Just beyond the castle, Innsbruck's rural side starts to show. Small villages skirt the city, like Lans and Igls, which count among the most beautiful. On a sunny day, you can walk to the town squares of Igls and Lans and experience the rural quiet of their historic hearts. Highlights include the picturesque architecture, golf courses, and the Lanserhof - a ritzy spa hotel with amazing amenities.
Try a real Tirolean village tavern for lunch, such as the Wilder Mann Restaurant in Lans! The restaurant is rustic, cozy, and modern all at once.
A walk around Lake Lans is not only rewarding for outdoor enthusiasts. The gentle landscape surrounding this small lake is easy to navigate and doesn't require more than basic fitness levels. Bask in the views of Innsbruck's iconic mountain panorama and dip your toes in the water of a real Alpine lake! Swimming is allowed, so you might see the locals sunbathe and splash around during the summer months.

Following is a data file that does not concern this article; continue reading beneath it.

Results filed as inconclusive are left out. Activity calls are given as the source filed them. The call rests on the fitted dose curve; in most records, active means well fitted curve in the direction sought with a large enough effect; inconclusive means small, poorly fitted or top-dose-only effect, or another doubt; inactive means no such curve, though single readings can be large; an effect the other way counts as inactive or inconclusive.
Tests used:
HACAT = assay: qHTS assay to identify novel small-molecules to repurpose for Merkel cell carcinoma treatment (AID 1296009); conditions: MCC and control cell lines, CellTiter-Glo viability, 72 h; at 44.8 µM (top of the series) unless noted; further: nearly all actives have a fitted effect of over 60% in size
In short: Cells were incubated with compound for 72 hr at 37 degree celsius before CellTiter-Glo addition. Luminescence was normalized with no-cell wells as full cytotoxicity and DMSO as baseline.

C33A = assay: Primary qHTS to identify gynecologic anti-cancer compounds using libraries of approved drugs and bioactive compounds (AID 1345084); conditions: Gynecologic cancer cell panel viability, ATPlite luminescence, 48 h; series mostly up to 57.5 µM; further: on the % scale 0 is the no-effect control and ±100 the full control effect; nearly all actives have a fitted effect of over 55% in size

Equally popular with Innsbruckians is the cable car to Patscherkofel mountain. This is the domed elevation opposite the Nordkette, which provides great views in summer and even some skiing in winter! Visit the 800 year-old pine forest on top of the mountain before making your way back into the city for a special final evening.
If you are interested in a traditional evening show featuring yodel-songs and folk dances, book a ticket for a Tirolean Evening. A traditional Tyrolean dinner is served at 7:30 pm at the Gasthaus Sandwirt. The show itself, which has been performed by the Gundolf family for over 50 years, starts an hour later. Shows are performed daily from April to October, and 2-3 times a week the rest of the year. Tickets can be booked online, with a special discount available for holders of an Innsbruck Card.